At South Mountain
Like plates of brassy armor
The yellow plowed lands lay
Upon the valley's bosom
For leagues and leagues away.
Along them shines and shimmers
The lazy moving stream,
As o'er a child's soft bosom
The idle ribbons gleam.
The mountain's velvet helmet
Nods darkly on her crest,
As though some untold passion
Was trembling in her breast.
The green leaves chant together
A weird and mystic strain,
And the feathery tenants mingle
Their notes in the wild refrain.
The shadows sweep o'er the valley
Like an evanescent blot,
That seems like a holy feeling
Begrimed with an impure thought.
'Twas thus lay the quiet valley
And the sentry hills held sway,
Ere the bugle notes scared the song-birds,
Or the reveille woke the day.
And now was the smiling Sabbath,
And the sweet-tongued meeting bells
Rang out like an incense wafted
O'er listening hills and dells.
The soldiers catch the cadence
Borne out on the distant air,
And it comes to their weary spirits
Like the thought of an angel's prayer.
But vain the holy summons—
The prayer remains unsaid,
The singer's lips are silent,
The sermon lies unread;
While long and dusty columns
Of sun-browned troops file by,
Nerved by the rigid purpose
To win the day—or die!
Along the paths of the mountain
Moves up the dark-blue line,
The gun-wheels grind o'er the boulders,
The burnished bayonets shine.
Way up in the leafy covert
The curling smoke betrays
Where the foe throw down the gauntlet,
And the answering cannons blaze.
The crack of the Minie rifle,
The shriek of the crashing shell,
The ring of the flashing sabre,
Their tale of the conflict tell.
They tell of the dear lives lying,
War's food in Nature's lap,
Ere the Starry Flag in triumph
Waves through the Mountain Gap.
Night drops her pitying mantle
To hide the bloody scene—
Next morn a thousand dead men
Mark where the foe had been.
And where the fight was hottest
Two mangled corpses lay,
One clad in bright blue jacket,
And one in homespun gray.
Their hands are clasped together,
Their bloody bosoms show
Each fought with a dauntless purpose,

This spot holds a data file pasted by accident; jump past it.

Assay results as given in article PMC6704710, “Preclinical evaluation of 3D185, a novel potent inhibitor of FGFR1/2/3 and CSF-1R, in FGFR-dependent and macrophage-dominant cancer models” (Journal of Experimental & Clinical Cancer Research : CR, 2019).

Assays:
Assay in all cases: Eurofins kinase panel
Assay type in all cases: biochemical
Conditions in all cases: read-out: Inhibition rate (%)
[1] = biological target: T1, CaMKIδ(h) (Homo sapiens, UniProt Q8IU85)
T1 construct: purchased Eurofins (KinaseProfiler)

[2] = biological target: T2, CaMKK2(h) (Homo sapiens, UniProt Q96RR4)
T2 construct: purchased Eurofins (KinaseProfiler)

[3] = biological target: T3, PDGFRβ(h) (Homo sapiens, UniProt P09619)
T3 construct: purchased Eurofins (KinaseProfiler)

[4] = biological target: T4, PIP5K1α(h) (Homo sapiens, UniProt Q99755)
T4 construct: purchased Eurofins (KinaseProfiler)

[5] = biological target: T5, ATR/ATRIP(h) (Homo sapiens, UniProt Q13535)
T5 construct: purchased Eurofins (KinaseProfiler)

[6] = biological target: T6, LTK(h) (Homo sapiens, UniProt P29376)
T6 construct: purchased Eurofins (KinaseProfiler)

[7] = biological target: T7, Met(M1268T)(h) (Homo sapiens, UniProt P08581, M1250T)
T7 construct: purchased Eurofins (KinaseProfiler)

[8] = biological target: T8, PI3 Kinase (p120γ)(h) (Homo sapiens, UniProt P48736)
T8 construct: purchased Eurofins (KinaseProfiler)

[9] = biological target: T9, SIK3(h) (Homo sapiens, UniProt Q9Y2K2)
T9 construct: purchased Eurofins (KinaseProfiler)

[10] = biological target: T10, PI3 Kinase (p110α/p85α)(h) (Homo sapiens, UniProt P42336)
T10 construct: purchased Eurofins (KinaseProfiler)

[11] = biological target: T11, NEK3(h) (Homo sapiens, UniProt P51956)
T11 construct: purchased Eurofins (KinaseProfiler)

And fell 'neath each other's blow!
They fell, and the crimson mingled,
And before the paling eye
Back rolled the storm of the conflict
To the peaceful days gone by.
Emit thought of the mystic token—
The talismanic sign;
Each recognized a Brother!
Two firm right hands entwine!
The fire of the noble order
Touched not their hearts in vain.
All hate fades out, uniting
Two hearts with the triple chain!
I found this poem Son of the South, which has reproduced online the complete run of Harper's Weekly newspapers during the Civil War. Maddeningly, I can't find the page that names the poet!
As you may have guessed from the poem, we spent September 11th in the vicinity of South Mountain, where it is not quite the anniversary of the Civil War battle and the nearby town of Boonsboro is celebrating autumn with its annual Boonesborough Days festival. We started at Washington Monument State Park, where we had a picnic near the museum, then hiked up the bit of the Appalachian Trail that leads to the monument at the summit. There were many Boy Scouts and hikers visiting as well, and we all had great views of Boonsboro below plus the mountains further off. Then we went to Shafer Memorial Park in Boonsboro, where in addition to a permanent playground, bandstand, Civil War cannon and Korean War naval gun, there are hundreds of craft exhibitors and vendors, plus lots of food. We bought some homemade kettle corn and cold drinks and walked by the tents on both sides of the stream, where I subjected my kids to jewelry stalls but we also saw candle-dipping, broom-making, flour-milling, and raptors from Trego Mountain Sanctuary, which rehabilitates the birds.
Late in the afternoon, we walked back through Boonsboro -- which was having a town-wide yard sale, with many people out on their porches selling Halloween and Christmas items (one woman had a dozen historic Barbies in mint condition boxes for $10 each, but I behaved, since I had bought a little cross body purse from Sassy Bags at the fair, plus two different varieties of Marco's Not Yet Famous Salsa). Before driving home, we stopped at South Mountain Creamery, where we dropped in on the calves and bunnies in the barn, paid a visit to the cows, chickens, and cat in the fields, and went to the creamery store for buttermilk, cheese, and ice cream. The University of Maryland's game against Morgan State wasn't on TV, but we learned from the internet that they were winning easily throughout; the Terrapins ultimately won 62-3.
My kids in a "rock fort" among the stones beneath Boonsboro's Washington Monument.
It was a beautiful day and we had great views of Boonsboro and Middletown from the mountaintop.
Then we went to Boonesborough Days, the annual fall festival of Boonsboro...
...where we saw many crafts, including crocheted doll clothes, felted Christmas ornaments, carved Halloween gourds, and hand-dipped candles...
...plus we got to visit with rescued raptors like this barred owl, great horned owl, and peregrine falcon (in hood because he gets nervous when he sees crowds).
This calf at South Mountain Creamery was very interested in eating my shirt.
The very young calves live in a large barn, along with whichever free-range chickens decide to stay indoors with them...
...while the milking cows get to wander and free-feed. You can see part of the fleet of delivery trucks behind this one.
Happy Birthday Dementordelta!